Quotations For Public Speakers
Whether you are making a business presentation to a new client, speaking at a Little League banquet, or proposing a wedding toast, finding the right words with which to express yourself can be difficult. Even Mark Twain said, “It usually takes me more than three weeks to prepare a good impromptu speech.”
U.S. Senator Robert G. Torricelli has compiled a superlative anthology of more than two thousand quotations from nearly one thousand authors, selected to enhance your public speaking. Arranged under 50 categories and indexed by author, Quotations for Public Speakers is an easy-to-use reference guide you’ll find yourself turning to time and again for creative and inspirational ways to express yourself and engage your audience.
Speakers vary from Albert Einstein (“Only two things are infinite, the universe and human stupidity, and I’m not sure about the former.”) to Wilt Chamberlain (“Nobody roots for Goliath.”); from Anaïs Nin (“Life shrinks or expands in proportion to one’s courage.”) to Lena Horne (“You have to be taught second class; you’re not born that way.”); from Aristotle (“Liars, when they speak the truth are not believed.”) to Aldous Huxley (“Consistency is contrary to nature, contrary to life. The only completely consistent people are dead.”); from Barbra Streisand (“Art does not exist only to entertain, but also to challenge one to think, to provoke, even to disturb, in a constant search for truth.”) to Woody Allen (“It’s very hard to get your heart and head together in life. In my case, they’re not even friendly.”).
The scope of topics ranges from youth (“Children’s talent to endure stems from their ignorance of alternatives,” — Maya Angelou) to old age (“I’m at an age where my back goes out more than I do,”— Phyllis Diller); from justice (“Justice is truth in action,” — Benjamin Disraeli) to racism (“For racism to die, a totally different America must be born,” — Stokely Carmichael); from religion (“God’s in his Heaven — all’s right with the world!” — Robert Browning) to science (“We live in a society exquisitely dependent on science and technology, in which hardly anyone knows anything about science and technology,” — Carl Sagan); from war (“War is evil, but often the lesser evil,” — George Orwell) to love (“There is only one happiness in life, to love and be loved.” — George Sand)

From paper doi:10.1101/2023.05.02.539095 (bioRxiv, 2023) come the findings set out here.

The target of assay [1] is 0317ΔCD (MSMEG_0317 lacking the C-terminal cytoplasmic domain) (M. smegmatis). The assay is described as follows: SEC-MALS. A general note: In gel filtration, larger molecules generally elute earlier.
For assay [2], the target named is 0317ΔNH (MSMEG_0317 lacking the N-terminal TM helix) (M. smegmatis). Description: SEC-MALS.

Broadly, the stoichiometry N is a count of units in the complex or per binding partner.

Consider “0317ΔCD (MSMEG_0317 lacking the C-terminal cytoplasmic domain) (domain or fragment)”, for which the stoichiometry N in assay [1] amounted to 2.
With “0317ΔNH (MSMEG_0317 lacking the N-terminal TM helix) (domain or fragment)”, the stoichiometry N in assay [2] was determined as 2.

Practical, enjoyable, and stimulating, this is a collection for every public speaker trying to inform and entertain.
Rutgers University Press, 9780813528892
Publication Date: October 1, 2000
About the Author
Robert Guy Torricelli (born August 27, 1951), nicknamed "the Torch", is an American politician who served as the United States senator from New Jersey from 1997 to 2003 and a member of the U.S. House of Representatives from New Jersey's 9th district from 1983 to 1997. From 1999 to 2000, he served as the chairman of the Democratic Senatorial Campaign Committee.
Torricelli helped rewrite federal bankruptcy rules, assuring federal financing for hospitals. A leading voice for tax cuts, he was the author of the provisions reducing taxes for middle income families and making college tuition tax deductible. He obtained over $1 billion in federal funding for the construction of affordable housing in New Jersey. Additionally, Torricelli established the federal urban park restoration program and secured funding for law enforcement and education, leading to the addition of thousands more police officers and reductions in class sizes. He served a single term in the Senate, dropping his run for re-election in October 2002 after a campaign finance scandal involving contributions by David Chang, an imprisoned Korean businessman. He subsequently founded Rosemont Associates, a consulting group